• Remission from nicotine dependence among people with severe mental illness who received help/services for tobacco/nicotine use

      Alghzawi, Hamzah; Trinkoff, Alison; Zhu, Shijun; Storr, Carla (Wiley-Blackwell, 2020-09-18)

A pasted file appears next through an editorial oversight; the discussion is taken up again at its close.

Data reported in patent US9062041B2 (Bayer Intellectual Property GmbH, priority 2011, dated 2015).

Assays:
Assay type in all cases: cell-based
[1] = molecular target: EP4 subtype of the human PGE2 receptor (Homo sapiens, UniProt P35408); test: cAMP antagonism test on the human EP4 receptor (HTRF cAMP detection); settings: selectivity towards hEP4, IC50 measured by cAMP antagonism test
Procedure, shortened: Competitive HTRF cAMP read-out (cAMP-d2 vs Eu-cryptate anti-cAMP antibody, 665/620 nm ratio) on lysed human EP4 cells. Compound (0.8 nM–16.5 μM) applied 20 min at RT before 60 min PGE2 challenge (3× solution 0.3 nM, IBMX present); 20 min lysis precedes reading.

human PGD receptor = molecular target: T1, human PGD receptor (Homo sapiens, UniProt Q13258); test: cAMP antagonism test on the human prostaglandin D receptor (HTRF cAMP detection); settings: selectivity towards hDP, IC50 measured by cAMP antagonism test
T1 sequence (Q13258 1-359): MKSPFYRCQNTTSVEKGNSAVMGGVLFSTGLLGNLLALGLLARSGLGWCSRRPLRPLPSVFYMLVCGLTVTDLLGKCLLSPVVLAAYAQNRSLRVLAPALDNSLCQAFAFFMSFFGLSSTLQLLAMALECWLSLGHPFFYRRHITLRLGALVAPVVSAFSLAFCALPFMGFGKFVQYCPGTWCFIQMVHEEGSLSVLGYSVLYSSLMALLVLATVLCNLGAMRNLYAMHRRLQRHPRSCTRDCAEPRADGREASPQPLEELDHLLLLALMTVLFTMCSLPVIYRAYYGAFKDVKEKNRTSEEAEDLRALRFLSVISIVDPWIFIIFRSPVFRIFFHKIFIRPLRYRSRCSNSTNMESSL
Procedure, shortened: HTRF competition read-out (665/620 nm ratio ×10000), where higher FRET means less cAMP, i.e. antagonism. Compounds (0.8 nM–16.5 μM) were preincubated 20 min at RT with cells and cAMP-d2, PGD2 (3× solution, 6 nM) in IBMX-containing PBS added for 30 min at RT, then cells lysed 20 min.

Objectives: A growing body of evidence supports pharmacological interventions to assist smoking cessation in people with severe mental illness (SMI); that is, lifetime major depressive disorder, bipolar disorders, or schizophrenia. Little is known about whether behavioral services are also associated with high probability of remission from nicotine dependence as compared to other types of help/services received (pharmacological, behavioral, or both). Methods: A sample of 726 American lifetime adult smokers with SMI and a history of nicotine dependence, who received help/services for tobacco/nicotine use, were identified. These data came from a limited public use dataset, the 2012–2013 NESARC-III. Survival analysis was used to compare the probability of remission from nicotine dependence and the time needed for full remission from nicotine dependence by type of help/services received for tobacco/nicotine use. Results: Remission was more frequent among those who received behavioral services. In addition, the average time from onset of nicotine dependence until full remission from nicotine dependence was shorter among those who received behavioral services. Conclusions: The current study suggests a clinical need for behavioral interventions to promote the probability of remission from nicotine dependence among smokers with SMI. Health care providers could play a role in educating and encouraging smokers with SMI to seek and utilize behavioral services.